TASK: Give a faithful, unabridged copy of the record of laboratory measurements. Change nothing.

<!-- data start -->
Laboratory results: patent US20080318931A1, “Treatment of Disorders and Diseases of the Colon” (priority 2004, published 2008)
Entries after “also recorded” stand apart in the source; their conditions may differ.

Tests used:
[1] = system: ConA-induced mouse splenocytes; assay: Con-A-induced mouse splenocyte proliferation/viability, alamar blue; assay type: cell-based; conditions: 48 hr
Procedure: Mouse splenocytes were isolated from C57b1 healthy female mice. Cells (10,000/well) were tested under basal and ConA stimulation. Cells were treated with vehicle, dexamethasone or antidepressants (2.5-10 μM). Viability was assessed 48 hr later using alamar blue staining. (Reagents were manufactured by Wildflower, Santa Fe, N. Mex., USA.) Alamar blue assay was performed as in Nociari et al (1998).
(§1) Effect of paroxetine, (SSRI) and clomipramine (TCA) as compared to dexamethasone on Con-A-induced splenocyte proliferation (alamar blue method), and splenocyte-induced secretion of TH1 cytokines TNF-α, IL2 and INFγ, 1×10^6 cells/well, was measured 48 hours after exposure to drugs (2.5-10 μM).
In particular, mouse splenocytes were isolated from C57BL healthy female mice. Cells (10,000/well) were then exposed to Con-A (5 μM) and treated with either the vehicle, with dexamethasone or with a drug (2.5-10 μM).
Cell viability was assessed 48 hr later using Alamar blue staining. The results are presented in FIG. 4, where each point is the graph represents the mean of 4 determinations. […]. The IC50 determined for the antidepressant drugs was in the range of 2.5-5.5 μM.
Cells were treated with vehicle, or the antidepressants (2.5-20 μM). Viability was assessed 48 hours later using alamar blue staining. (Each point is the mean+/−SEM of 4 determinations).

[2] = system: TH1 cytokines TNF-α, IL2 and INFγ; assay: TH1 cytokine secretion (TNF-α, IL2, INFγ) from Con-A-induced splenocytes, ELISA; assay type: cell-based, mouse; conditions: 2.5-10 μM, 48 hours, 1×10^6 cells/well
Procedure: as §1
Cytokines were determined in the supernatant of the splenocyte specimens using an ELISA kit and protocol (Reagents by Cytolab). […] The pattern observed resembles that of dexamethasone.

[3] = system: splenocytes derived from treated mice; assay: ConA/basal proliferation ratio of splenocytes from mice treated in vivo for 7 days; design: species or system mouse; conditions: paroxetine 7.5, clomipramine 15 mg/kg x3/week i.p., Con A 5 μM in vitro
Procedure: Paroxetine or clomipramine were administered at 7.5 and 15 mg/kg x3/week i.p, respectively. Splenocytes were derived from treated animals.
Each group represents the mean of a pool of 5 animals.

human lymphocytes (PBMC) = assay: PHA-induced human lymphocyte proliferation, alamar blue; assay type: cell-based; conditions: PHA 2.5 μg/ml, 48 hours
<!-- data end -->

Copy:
Laboratory results: patent US20080318931A1, “Treatment of Disorders and Diseases of the Colon” (priority 2004, published 2008)
Entries after “also recorded” stand apart in the source; their conditions may differ.

Tests used:
[1] = system: ConA-induced mouse splenocytes; assay: Con-A-induced mouse splenocyte proliferation/viability, alamar blue; assay type: cell-based; conditions: 48 hr
Procedure: Mouse splenocytes were isolated from C57b1 healthy female mice. Cells (10,000/well) were tested under basal and ConA stimulation. Cells were treated with vehicle, dexamethasone or antidepressants (2.5-10 μM). Viability was assessed 48 hr later using alamar blue staining. (Reagents were manufactured by Wildflower, Santa Fe, N. Mex., USA.) Alamar blue assay was performed as in Nociari et al (1998).
(§1) Effect of paroxetine, (SSRI) and clomipramine (TCA) as compared to dexamethasone on Con-A-induced splenocyte proliferation (alamar blue method), and splenocyte-induced secretion of TH1 cytokines TNF-α, IL2 and INFγ, 1×10^6 cells/well, was measured 48 hours after exposure to drugs (2.5-10 μM).
In particular, mouse splenocytes were isolated from C57BL healthy female mice. Cells (10,000/well) were then exposed to Con-A (5 μM) and treated with either the vehicle, with dexamethasone or with a drug (2.5-10 μM).
Cell viability was assessed 48 hr later using Alamar blue staining. The results are presented in FIG. 4, where each point is the graph represents the mean of 4 determinations. […]. The IC50 determined for the antidepressant drugs was in the range of 2.5-5.5 μM.
Cells were treated with vehicle, or the antidepressants (2.5-20 μM). Viability was assessed 48 hours later using alamar blue staining. (Each point is the mean+/−SEM of 4 determinations).

[2] = system: TH1 cytokines TNF-α, IL2 and INFγ; assay: TH1 cytokine secretion (TNF-α, IL2, INFγ) from Con-A-induced splenocytes, ELISA; assay type: cell-based, mouse; conditions: 2.5-10 μM, 48 hours, 1×10^6 cells/well
Procedure: as §1
Cytokines were determined in the supernatant of the splenocyte specimens using an ELISA kit and protocol (Reagents by Cytolab). […] The pattern observed resembles that of dexamethasone.

[3] = system: splenocytes derived from treated mice; assay: ConA/basal proliferation ratio of splenocytes from mice treated in vivo for 7 days; design: species or system mouse; conditions: paroxetine 7.5, clomipramine 15 mg/kg x3/week i.p., Con A 5 μM in vitro
Procedure: Paroxetine or clomipramine were administered at 7.5 and 15 mg/kg x3/week i.p, respectively. Splenocytes were derived from treated animals.
Each group represents the mean of a pool of 5 animals.

human lymphocytes (PBMC) = assay: PHA-induced human lymphocyte proliferation, alamar blue; assay type: cell-based; conditions: PHA 2.5 μg/ml, 48 hours